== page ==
In this review article we: 1) describe the innate regulatory pathways driving mitochondrial maintenance of cellular homeostasis, 2) discuss where these programs have been shown to be operational in enhancing stress tolerance in general and in the heart specifically, and 3) to identify current and potential mitochondrial targeted compounds that improve cardiac stress tolerance to prevent or treat ischemic heart disease.

Innate regulatory programs controlling mitochondrial plasticity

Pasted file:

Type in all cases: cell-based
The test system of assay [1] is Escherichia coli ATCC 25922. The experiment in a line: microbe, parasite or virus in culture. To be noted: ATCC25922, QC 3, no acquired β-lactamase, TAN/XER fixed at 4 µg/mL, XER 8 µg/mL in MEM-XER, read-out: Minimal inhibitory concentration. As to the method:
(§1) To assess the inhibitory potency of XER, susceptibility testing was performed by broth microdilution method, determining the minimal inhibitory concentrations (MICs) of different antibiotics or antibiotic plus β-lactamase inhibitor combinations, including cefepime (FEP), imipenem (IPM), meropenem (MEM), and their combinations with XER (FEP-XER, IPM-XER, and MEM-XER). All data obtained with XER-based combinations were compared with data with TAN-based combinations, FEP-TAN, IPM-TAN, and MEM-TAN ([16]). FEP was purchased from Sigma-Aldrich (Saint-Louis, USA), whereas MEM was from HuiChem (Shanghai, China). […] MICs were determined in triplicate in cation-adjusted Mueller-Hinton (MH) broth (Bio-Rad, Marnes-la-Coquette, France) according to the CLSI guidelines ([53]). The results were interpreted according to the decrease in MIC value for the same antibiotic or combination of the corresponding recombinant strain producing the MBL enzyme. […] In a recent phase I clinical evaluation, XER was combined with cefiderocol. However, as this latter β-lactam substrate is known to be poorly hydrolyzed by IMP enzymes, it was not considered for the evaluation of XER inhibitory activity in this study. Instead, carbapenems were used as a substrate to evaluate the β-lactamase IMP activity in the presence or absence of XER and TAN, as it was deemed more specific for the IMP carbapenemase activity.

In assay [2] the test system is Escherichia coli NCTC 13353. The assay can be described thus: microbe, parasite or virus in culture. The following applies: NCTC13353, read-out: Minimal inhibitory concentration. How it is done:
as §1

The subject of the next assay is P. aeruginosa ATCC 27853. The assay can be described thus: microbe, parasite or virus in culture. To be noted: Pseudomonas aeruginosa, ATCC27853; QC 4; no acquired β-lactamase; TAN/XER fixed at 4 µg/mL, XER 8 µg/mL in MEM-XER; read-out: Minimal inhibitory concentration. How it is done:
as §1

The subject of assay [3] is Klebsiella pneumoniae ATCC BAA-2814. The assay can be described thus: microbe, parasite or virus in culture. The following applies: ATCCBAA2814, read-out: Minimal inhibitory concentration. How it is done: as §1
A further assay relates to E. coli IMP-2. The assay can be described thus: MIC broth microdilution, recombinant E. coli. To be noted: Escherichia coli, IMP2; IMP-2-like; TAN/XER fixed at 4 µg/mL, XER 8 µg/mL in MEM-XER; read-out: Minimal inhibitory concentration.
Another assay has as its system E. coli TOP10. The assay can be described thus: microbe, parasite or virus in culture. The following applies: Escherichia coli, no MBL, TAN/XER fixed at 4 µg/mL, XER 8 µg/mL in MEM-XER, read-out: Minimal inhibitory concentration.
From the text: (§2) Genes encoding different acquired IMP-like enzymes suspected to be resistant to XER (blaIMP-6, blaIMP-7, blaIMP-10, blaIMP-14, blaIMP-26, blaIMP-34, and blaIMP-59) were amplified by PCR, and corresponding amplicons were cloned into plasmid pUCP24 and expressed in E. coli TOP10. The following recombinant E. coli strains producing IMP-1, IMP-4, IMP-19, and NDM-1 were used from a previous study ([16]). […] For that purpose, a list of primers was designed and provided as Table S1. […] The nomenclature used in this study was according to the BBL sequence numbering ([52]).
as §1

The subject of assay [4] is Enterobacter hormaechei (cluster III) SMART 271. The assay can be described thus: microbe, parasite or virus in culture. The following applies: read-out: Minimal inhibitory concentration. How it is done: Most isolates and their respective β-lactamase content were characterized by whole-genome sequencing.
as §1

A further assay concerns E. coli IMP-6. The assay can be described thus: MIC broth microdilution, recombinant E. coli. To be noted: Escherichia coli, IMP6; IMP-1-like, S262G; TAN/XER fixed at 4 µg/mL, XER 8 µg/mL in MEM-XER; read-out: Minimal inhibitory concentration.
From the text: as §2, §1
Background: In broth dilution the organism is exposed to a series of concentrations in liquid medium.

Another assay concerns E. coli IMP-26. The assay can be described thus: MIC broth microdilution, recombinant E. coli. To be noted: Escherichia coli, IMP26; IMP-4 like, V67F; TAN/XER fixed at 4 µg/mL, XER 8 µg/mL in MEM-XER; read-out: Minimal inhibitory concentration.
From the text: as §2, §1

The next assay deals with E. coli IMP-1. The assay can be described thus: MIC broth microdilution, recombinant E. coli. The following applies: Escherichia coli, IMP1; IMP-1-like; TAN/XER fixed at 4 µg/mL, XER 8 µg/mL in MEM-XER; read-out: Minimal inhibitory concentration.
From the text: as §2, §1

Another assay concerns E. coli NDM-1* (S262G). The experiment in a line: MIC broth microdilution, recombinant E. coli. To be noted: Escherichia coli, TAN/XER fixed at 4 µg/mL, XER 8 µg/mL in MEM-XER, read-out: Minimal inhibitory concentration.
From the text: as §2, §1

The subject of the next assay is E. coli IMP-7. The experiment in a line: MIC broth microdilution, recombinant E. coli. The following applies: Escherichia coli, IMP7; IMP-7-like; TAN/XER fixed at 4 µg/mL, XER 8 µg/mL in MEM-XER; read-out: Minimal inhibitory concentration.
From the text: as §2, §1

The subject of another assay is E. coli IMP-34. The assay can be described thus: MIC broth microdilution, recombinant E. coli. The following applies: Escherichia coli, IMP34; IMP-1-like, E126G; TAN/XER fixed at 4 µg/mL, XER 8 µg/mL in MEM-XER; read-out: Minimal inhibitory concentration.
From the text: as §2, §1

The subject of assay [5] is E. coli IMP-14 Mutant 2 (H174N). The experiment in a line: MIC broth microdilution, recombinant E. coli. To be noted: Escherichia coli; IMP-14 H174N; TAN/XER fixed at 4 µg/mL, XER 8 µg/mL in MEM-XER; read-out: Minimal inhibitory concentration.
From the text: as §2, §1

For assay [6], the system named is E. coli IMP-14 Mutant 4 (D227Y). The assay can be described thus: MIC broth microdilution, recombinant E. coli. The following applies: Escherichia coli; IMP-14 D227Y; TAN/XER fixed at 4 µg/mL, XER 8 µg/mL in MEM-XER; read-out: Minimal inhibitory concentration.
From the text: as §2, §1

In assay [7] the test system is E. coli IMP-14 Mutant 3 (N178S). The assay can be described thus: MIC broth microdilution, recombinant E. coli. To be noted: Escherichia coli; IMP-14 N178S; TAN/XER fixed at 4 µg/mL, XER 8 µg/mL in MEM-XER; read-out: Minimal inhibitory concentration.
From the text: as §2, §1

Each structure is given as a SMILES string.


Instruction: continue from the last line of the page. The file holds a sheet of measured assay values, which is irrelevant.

Mitochondrial biogenesis, the molecular control of mitochondrial turnover, content and number exquisitely coordinates diverse homeostatic demands via communication between the mitochondrial and nuclear genomes. The regulatory proteins and signaling pathways conducting this inter-genomic control has been reviewed recently [3,4]. The functional importance of mitochondrial biogenesis in maintaining cardiac homeostasis is evident in that the genetic ablation of master regulators of mitochondrial biogenesis, i.e. the peroxisome proliferator activated receptor γ coactivator 1 α and β (PGC1α/β) diminish cardiac adaptation to adrenergic stimulation and pressure-overload [5-7]. The disruption of downstream cognate transcription factors including the three major peroxisome proliferator activated receptor (PPAR) subtypes, also leads to cardiac contractile dysfunction and an enhanced susceptibly to oxidative damage [8-10]. Furthermore, the modest induction of transcription factor A of mitochondria (TFAM) evokes protection against ischemia induced heart failure [11]. However, excessive activation of this program becomes pathological as is shown by the generation of an over-abundance of mitochondria resulting in cardiomyopathy following sustained overexpression of murine heart PGC1α [12]. Moreover, chronic overexpression of PPARα in the heart blunts contractile recovery in response to ischemic stress [13]. An additional level of regulation of mitochondrial homeostasis is the molecular control of mitochondrial fusion and division (reviewed [14]) with unpublished data showing that enhancing mitochondrial fusion augments cardiomyocyte ischemia-tolerance [15]. Biological compounds that activate the mitochondrial biogenesis program will be discussed as putative modulators of ischemia-tolerance.